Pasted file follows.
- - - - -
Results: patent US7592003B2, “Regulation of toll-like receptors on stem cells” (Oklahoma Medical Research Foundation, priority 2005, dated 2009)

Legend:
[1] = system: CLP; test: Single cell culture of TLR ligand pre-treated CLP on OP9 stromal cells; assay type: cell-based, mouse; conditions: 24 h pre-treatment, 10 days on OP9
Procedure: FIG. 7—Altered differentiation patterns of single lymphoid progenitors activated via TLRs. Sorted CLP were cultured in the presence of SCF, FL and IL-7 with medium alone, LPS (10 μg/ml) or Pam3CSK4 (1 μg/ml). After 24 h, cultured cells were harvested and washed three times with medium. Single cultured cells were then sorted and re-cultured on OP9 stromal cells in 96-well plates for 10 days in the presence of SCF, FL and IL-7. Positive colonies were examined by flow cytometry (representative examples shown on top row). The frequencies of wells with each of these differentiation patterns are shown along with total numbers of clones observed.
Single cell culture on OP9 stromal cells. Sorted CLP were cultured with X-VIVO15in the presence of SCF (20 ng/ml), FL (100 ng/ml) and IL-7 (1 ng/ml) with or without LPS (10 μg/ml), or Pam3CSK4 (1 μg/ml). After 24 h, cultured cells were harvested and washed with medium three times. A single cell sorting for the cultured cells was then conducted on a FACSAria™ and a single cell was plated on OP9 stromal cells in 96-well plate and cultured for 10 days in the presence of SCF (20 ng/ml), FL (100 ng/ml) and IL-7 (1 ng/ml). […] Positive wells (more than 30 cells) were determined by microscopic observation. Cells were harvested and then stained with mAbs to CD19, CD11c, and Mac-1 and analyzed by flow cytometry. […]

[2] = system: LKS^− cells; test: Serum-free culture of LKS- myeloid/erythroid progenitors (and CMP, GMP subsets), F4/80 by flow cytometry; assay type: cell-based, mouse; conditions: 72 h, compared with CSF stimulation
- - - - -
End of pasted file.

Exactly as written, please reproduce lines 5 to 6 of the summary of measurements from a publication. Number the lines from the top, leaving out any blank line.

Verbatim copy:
Single cell culture on OP9 stromal cells. Sorted CLP were cultured with X-VIVO15in the presence of SCF (20 ng/ml), FL (100 ng/ml) and IL-7 (1 ng/ml) with or without LPS (10 μg/ml), or Pam3CSK4 (1 μg/ml). After 24 h, cultured cells were harvested and washed with medium three times. A single cell sorting for the cultured cells was then conducted on a FACSAria™ and a single cell was plated on OP9 stromal cells in 96-well plate and cultured for 10 days in the presence of SCF (20 ng/ml), FL (100 ng/ml) and IL-7 (1 ng/ml). […] Positive wells (more than 30 cells) were determined by microscopic observation. Cells were harvested and then stained with mAbs to CD19, CD11c, and Mac-1 and analyzed by flow cytometry. […]

[2] = system: LKS^− cells; test: Serum-free culture of LKS- myeloid/erythroid progenitors (and CMP, GMP subsets), F4/80 by flow cytometry; assay type: cell-based, mouse; conditions: 72 h, compared with CSF stimulation